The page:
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weired problem with mod_perl

by opensourcer (Monk)
on Apr 18, 2007 at 02:55 UTC ( #610687=perlquestion: print w/ replies, xml ) Need Help??
opensourcer has asked for the wisdom of the Perl Monks concerning the following question:

hi, i have written a web app. in mod_perl, The app. takes a job/task from user and submits to server. when the job/task gets submitted to the server, the job/task status should be "zero"(0=new*) until its start executing the job/task. It show "zero", when the job/task gets executed while pressing the refresh(continuous/leaving a gap) to know the status, some times the status of the job/task show "zero" or "one"(one=stated*). When i restart the apache/mod_perl, i get the perfect status. i don't c the changing of icons. * i have replaced the text with icons based on numbers like 0=some icon, 1= some ...........
- opensourcer.

Comment on weired problem with mod_perl
Re: weired problem with mod_perl
by TOD (Friar) on Apr 18, 2007 at 04:46 UTC
    your problem must not necessarily be one of mod_perl, because some browsers (firefox i.e.) send several main requests for the same content to the server, in order to get the contents as quick as possible and to start rendering as soon as possible.
    one solution might lie in mod_evasive, but unfortunately it will treat any requests for media on the page as main requests and block most of them. i once tried my own luck with a connection handler, but failed: Apache2 Perl(Pre|Process) ConnectionHandler. if you really need a distinct and unique status flag you probably better rely on session objects.
Re: weired problem with mod_perl
by varian (Chaplain) on Apr 18, 2007 at 06:40 UTC
    One of the caveats of ModPerl is that global variables retain their value because your program never really exits (unless you restart the Apache server).

    And given that Apache is a multithreaded server the next client HTTP request may be serviced by the same or by a different Apache child process. So if one accidentally uses the retained value of the global variable it may well hold the status for a vastly different request, you never know.

    From the symptoms that you have described it appears to be related to the above caveat. A similar case was discussed in this ModPerl thread.

    Clearly the recommendation is to avoid globals and when you have to use them double check you instantiate them in your handler, there's no "not initialized" warnings that you can rely on to help you debug.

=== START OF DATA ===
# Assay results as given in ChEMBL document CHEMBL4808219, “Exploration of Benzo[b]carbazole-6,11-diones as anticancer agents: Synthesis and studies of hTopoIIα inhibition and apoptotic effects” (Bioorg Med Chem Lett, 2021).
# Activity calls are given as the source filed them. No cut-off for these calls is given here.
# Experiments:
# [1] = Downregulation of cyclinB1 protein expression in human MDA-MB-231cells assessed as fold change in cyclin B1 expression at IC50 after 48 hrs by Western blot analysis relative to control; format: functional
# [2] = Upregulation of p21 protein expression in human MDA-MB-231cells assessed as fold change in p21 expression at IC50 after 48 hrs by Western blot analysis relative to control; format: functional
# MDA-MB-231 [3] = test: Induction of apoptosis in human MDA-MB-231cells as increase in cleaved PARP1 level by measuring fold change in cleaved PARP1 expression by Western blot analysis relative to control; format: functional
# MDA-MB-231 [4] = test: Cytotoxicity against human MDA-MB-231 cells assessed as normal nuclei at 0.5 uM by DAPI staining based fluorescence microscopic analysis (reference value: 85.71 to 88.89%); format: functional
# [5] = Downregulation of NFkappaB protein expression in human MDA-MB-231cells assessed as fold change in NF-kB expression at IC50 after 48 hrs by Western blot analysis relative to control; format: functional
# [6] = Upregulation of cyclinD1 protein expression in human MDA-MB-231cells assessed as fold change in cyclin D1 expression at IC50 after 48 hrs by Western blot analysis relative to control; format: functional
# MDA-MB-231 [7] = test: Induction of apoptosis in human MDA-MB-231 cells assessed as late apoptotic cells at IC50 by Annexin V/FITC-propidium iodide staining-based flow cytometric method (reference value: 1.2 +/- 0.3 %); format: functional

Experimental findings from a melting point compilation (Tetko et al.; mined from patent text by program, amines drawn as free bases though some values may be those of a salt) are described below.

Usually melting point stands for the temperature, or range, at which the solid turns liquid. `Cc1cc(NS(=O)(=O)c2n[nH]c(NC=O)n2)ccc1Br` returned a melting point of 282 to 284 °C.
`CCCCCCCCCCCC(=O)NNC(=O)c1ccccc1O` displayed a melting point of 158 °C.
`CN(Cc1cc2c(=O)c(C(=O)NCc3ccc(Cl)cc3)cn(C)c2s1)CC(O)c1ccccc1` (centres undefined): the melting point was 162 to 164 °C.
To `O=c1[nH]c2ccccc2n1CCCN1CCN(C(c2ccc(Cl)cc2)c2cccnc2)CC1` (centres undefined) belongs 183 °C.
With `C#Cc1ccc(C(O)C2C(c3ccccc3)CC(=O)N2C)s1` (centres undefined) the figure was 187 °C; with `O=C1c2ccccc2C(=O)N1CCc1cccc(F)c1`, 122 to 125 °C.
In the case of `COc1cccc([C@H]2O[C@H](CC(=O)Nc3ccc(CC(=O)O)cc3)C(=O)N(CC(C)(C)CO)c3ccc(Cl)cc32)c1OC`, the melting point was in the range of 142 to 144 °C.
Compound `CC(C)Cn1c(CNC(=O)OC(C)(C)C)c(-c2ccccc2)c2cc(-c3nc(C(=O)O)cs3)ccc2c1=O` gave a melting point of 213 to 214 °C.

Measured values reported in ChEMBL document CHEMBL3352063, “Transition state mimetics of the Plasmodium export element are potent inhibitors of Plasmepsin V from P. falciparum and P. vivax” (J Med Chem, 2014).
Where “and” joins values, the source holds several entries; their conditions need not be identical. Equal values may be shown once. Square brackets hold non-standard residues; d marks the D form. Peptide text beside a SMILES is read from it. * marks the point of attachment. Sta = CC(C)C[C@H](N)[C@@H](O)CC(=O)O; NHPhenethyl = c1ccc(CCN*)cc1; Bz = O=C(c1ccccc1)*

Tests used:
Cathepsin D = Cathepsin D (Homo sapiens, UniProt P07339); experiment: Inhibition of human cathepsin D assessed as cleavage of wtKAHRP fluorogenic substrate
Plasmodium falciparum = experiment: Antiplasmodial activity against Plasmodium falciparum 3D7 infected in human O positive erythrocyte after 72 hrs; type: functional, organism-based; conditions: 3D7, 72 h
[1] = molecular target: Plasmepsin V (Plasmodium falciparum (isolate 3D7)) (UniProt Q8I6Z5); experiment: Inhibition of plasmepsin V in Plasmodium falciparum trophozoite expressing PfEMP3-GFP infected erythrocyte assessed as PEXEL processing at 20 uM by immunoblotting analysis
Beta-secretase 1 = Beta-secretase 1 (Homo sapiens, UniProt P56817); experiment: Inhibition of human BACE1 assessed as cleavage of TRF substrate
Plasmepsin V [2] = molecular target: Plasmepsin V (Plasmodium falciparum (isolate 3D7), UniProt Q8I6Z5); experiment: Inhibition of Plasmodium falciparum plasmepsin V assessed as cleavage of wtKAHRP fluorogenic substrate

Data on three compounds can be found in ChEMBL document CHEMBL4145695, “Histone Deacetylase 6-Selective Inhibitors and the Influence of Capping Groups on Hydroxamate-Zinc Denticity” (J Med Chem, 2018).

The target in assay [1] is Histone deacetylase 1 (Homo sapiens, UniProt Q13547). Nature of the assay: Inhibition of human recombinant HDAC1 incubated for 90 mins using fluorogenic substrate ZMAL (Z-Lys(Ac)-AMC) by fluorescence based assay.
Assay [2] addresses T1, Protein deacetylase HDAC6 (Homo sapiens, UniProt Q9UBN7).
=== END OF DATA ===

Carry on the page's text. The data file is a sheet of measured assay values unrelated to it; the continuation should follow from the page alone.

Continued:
In responce to ur suggestion(about the global variables), what i did, i changed something in my database and my web page did'nt update me with that update, it did updated only when i restart the apache.
      opensourcer
Re: weired problem with mod_perl
by andye (Curate) on Apr 18, 2007 at 08:11 UTC
    varian has some good points on the way mod_perl works. That could be your problem.

    This could also be a caching issue, and nothing to do with mod_perl: what happens is that the browser, or a proxy server at the ISP, caches the web page that you produce.

    So, when the user requests the same page again, it's served out of the cache, rather than being requested again from your server.

    Obviously this is great for static content, but a bit of a problem for content that changes each time it's requested. It can't always be solved by getting the user to change their browser settings (even if that were practical for a public site, which it usually isn't) because the problem can also be caused by reverse caching proxy servers between your server and the user. AOL used to be particularly bad for this, I don't know if they still are.

    Anyway, the solution I've always used, which has the virtue of simplicity, is to append the time to the end of the URL when you request it. Obviously you need to arrange things so that the link to the dynamic page is itself dynamically generated. So you just need to make your HTML something like this:

    '<A HREF="http://www.example.com/script.pl?r='.time().'">'

    The reason that works is that the caching proxy server - or the browser - sees it as a request for a different URI to the previous one, so doesn't return the cached copy.

    You can also play around with HTTP headers and so on to (in theory) prevent caching - my experience has been that this will work OK for the browser, but not necessarily for caching proxy servers.

    HTH!

    Best wishes, andye

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